A Renewable World priority

While lifting water to hilltop communities is essential, this only tells half the story. Renewable World is collaborating with our partner, Nepal Water Conservation Foundation (NWCF) to help ensure the sustainability of these systems, to build understanding among communities of how to conserve water more generally, and to ensure that future development does not interrupt the flow of water.

NWCF are supporting many of the communities we are working in to contribute to the development of water protection and conservation plans, such as the one shown below, which was developed for Aam Kholi Gotheri in Surkhet.

The water source protection and conservation plan for Aam Kholi Gotheri in Surkhet

The results of our first study were rolled out by Renewable World and NWCF in March 2021 to an audience of local governments, who will be responsible for taking the plans forward.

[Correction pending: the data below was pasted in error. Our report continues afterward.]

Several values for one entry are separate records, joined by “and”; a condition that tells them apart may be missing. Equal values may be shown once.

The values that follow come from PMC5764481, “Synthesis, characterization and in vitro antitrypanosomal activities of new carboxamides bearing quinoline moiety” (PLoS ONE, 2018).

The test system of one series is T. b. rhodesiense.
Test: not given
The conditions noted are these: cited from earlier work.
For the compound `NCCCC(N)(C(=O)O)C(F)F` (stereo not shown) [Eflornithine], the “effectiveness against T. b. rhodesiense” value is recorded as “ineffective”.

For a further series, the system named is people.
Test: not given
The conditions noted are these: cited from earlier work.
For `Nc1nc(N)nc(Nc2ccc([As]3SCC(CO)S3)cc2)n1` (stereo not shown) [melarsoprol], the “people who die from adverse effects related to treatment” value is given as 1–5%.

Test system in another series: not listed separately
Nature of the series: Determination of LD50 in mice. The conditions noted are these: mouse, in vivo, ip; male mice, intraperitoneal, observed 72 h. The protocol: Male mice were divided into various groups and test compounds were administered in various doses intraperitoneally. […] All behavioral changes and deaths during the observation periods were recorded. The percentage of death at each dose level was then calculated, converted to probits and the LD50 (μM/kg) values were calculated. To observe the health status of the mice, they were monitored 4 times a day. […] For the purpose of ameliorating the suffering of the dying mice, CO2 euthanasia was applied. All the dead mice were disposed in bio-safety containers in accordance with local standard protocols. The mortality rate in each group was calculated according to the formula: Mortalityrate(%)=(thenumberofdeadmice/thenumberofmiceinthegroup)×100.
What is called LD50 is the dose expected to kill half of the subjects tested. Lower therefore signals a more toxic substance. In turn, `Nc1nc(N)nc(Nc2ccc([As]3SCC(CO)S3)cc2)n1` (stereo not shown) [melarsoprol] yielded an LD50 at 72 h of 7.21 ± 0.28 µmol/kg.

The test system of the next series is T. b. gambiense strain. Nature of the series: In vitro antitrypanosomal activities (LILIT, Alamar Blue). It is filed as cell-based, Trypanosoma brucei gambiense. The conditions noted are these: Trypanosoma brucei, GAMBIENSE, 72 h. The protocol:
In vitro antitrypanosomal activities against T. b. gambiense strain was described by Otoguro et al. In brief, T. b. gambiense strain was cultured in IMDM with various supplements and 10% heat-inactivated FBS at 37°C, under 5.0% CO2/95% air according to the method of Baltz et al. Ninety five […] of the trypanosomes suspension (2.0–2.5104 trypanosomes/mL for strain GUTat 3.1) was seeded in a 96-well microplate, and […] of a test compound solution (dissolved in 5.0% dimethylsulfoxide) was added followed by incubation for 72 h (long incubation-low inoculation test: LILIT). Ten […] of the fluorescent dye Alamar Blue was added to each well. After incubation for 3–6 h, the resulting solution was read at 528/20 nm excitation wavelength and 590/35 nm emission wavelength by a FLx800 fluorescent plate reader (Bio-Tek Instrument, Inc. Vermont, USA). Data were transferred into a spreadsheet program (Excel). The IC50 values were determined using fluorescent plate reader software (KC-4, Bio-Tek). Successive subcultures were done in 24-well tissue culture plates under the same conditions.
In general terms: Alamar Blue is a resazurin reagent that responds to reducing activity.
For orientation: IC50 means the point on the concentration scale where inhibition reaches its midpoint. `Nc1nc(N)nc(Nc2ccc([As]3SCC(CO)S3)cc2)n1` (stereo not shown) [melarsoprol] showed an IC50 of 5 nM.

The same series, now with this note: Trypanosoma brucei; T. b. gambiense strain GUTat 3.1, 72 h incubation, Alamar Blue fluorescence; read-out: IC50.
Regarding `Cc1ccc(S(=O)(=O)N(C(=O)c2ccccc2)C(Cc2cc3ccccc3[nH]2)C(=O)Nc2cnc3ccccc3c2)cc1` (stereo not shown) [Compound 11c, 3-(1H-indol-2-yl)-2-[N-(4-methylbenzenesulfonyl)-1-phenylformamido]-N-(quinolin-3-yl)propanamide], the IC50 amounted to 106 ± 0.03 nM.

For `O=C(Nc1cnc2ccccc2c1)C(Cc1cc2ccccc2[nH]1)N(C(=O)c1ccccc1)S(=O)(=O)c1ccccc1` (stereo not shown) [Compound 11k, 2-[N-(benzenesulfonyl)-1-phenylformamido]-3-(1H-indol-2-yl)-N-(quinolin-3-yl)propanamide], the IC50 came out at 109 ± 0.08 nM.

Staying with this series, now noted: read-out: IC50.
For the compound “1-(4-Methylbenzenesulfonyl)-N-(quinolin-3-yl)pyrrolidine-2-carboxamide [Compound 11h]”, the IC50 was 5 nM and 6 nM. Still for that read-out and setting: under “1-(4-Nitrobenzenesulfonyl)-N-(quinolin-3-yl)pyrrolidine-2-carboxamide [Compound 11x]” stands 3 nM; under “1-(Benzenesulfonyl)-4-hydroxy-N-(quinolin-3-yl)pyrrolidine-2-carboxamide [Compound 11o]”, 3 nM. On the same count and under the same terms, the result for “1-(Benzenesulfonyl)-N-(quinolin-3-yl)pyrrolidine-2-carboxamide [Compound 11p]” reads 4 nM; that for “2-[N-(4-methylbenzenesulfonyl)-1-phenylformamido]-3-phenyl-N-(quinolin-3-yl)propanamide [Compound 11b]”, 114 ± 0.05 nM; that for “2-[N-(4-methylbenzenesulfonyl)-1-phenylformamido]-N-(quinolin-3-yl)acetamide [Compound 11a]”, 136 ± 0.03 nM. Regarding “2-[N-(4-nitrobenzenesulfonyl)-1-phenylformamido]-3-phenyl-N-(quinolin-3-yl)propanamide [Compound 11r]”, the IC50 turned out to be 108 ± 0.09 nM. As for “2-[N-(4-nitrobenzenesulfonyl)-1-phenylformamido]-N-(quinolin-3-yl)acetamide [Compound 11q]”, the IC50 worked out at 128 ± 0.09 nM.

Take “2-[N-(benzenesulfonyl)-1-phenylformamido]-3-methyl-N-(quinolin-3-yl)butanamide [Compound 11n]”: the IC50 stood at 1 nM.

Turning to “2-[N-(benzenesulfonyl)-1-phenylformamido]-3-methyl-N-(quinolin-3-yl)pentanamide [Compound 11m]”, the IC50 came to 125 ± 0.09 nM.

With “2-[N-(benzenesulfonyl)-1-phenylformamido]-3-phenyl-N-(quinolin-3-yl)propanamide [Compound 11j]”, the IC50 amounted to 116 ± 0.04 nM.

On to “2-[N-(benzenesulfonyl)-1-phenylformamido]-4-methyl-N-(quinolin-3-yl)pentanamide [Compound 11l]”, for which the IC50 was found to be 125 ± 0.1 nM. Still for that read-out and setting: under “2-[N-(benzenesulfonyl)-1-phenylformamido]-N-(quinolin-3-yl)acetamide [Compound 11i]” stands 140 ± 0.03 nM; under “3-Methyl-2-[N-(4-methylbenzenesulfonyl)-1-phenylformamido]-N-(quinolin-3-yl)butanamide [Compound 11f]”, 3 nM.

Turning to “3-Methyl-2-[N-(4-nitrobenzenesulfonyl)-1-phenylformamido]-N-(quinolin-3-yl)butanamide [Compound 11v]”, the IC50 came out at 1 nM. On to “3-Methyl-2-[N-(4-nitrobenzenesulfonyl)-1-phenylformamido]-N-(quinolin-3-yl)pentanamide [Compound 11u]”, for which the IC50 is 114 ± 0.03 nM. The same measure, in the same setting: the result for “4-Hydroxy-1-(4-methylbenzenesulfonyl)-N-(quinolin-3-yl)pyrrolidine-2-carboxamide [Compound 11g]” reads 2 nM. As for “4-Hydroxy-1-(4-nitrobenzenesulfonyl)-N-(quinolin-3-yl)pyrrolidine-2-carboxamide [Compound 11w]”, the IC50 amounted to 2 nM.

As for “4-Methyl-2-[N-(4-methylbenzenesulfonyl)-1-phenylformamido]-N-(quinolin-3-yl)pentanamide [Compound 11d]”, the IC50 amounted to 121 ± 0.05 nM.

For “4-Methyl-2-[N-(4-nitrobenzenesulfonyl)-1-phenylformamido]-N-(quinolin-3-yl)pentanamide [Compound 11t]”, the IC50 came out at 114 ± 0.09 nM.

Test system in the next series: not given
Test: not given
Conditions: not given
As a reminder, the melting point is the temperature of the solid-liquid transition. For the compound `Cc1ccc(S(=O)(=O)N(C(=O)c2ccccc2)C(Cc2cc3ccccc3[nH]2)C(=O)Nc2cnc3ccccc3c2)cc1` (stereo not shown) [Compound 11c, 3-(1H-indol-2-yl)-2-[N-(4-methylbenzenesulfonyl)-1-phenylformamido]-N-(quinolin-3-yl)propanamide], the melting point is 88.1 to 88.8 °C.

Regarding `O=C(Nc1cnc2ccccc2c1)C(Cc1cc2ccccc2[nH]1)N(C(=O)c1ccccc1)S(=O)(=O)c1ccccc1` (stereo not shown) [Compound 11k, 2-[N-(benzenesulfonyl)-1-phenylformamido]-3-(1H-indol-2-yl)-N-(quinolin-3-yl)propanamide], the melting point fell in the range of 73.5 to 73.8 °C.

Roll out of the water source protection conservation plan with local government

The importance of water and sanitation

To prevent the spread of COVID-19

In addition to our main focus areas, Renewable World recognizes the need for increased access to water, and improved understanding of hygiene and sanitation practices to prevent the spread of COVID-19.  To meet this need, in health centres across Surkhet, targeting those where we have already installed solar power and provided energy enabled equipment, we have also provided tippy stands to help health centres offer their services safely. To date we have installed 14 tippy stands. A tippy tap works by using the foot to tap a lever to tip water out from a container. It means hands can be washed without touching the stand, therefore stopping the spread of dirt and bacteria.